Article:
Cancel Culture Intensifies
It may be too strong to say that a specter of uninterrupted disturbance of all social conditions is haunting the Western democracies, but two interrelated issues are cause for concern. One is the apprehension that the West is erasing too readily historical landmarks or individuals that are regarded as inimical to certain modern sensibilities or is downplaying past achievements while other factors are considered more important. The second is the emergence of a "counterculture" — not simply the lack of commitment to a common culture, but a modern form of ostracism removing or downgrading people, expressions, and ideas deemed offensive or problematic or not politically correct to particular groups or to social or professional circles.
Changes in culture in the U.S. may be illuminated or inferred from two recent events. One is the dilemma of the football team, the Washington Redskins, once the Boston Braves, presently known as the Washington Football Team until an inoffensive name is found. The other pertains to the symbolism of Winston Churchill. In 2001, the bust of Churchill was loaned by Prime Minister Tony Blair to President George W. Bush, who put it in the Oval Office. The bust was removed by President Obama in 2009 and was reinstated by President Trump in 2017. On his first day in office, President Biden removed the bust from the Oval Office and replaced it with images of Martin Luther King, Jr.; Rosa Parks; Robert Kennedy; and Cesar Chávez. Prime Minister Boris Johnson is not alone in seeing this new removal as a "snub to Britain."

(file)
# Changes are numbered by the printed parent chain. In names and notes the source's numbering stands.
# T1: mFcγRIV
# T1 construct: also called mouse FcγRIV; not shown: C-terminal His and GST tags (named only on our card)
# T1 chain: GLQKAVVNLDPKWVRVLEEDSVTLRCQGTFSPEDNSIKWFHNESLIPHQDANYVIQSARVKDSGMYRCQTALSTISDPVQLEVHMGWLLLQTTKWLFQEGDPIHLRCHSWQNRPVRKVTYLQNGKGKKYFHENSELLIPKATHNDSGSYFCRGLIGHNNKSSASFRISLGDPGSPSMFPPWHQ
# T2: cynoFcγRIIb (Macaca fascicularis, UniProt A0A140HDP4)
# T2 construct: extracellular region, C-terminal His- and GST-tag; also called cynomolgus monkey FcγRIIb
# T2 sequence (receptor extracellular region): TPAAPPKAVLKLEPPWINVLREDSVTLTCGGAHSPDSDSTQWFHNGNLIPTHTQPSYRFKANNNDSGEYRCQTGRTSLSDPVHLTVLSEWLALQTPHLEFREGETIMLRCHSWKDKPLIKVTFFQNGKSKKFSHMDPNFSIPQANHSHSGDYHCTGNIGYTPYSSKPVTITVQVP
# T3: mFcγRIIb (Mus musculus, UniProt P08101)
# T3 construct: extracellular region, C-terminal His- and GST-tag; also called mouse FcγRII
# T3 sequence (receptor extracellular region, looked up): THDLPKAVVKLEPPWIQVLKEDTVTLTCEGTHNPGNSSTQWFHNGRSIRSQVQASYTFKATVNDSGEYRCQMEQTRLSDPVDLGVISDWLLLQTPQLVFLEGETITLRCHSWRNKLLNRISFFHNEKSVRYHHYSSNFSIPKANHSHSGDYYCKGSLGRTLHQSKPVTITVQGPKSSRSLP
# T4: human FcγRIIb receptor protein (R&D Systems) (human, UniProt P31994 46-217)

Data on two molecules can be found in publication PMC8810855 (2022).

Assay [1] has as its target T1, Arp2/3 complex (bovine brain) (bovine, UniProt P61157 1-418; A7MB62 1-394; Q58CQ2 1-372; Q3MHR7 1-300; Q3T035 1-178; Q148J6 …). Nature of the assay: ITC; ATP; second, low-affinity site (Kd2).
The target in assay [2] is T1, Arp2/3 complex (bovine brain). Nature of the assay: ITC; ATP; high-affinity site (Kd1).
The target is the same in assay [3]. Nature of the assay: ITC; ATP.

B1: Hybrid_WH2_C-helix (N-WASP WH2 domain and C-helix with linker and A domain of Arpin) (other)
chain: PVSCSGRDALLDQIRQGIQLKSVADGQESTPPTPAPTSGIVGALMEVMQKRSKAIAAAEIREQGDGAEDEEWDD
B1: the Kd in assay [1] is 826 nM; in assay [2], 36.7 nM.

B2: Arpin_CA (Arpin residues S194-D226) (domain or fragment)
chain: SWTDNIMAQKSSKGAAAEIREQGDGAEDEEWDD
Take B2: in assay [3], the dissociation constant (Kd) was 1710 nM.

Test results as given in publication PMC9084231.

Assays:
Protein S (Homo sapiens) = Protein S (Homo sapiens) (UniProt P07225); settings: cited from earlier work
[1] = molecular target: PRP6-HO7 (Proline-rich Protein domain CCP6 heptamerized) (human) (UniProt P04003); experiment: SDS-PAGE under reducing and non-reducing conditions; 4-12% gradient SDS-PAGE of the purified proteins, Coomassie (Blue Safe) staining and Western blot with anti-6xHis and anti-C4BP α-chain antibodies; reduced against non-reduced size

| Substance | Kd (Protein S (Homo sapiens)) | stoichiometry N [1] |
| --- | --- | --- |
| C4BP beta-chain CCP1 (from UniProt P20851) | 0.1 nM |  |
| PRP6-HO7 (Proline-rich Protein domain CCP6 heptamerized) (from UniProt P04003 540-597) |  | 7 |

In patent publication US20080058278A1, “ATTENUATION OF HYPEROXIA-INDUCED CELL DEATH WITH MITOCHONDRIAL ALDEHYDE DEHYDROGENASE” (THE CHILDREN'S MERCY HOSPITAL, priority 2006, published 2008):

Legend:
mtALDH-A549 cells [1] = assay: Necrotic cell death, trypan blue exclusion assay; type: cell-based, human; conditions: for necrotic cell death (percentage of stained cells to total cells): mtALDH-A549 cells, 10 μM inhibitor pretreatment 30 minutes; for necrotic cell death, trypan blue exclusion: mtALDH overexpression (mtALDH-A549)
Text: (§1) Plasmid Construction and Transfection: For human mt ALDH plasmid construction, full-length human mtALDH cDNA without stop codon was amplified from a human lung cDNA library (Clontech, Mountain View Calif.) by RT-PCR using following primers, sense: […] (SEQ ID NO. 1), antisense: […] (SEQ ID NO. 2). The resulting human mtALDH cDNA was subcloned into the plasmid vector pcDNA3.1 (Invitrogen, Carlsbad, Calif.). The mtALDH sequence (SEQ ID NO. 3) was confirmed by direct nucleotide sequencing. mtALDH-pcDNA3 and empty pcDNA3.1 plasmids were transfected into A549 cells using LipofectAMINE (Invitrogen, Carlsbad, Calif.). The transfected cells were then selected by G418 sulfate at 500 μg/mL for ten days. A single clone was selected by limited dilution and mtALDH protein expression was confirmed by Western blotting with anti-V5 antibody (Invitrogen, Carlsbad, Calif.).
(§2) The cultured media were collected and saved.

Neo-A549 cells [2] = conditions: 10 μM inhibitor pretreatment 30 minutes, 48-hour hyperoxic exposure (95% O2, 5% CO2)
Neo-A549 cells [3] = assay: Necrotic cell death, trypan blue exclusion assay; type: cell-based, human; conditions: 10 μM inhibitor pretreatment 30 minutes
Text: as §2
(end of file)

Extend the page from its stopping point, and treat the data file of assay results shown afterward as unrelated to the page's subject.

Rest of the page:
A new development in Britain raises the issue of intellectual cultural amnesia or a lack of commitment to a historic culture. It stems from the decision of the University of Leicester, which issued an extraordinary statement denying that it was dropping Geoffrey Chaucer from its English courses because Chaucer was "too white." University plans had been revealed that he was being replaced by teaching modules on race, ethnicity, diversity, and sexuality. Such courses, a decolonized curriculum, according to university officials, would match students' own interests and enthusiasms. This means that programs will be offered in English literature from "Shakespeare to Bernadine Evaristo," the author who in 2019 is the first black woman to win the Booker Prize, the leading literary award in the English-speaking world. However, cuts in the programs will be made affecting John Milton's Paradise Lost, poems of John Donne, and Sir Thomas Malory's Le Morte D'Arthur.
It may be admitted that readers of Chaucer are a minority cult, and that few are engaged in seeking adventure or glory in noble deeds as are the knights of Malory, but Chaucer is generally considered the father of English literature with his immortal work The Canterbury Tales. He was the first person to be buried in Westminster Abbey in the area known as Poet's Corner. The decision of Leicester University is not simply another example of "cancel culture," but also disregarding valuable information of early British history.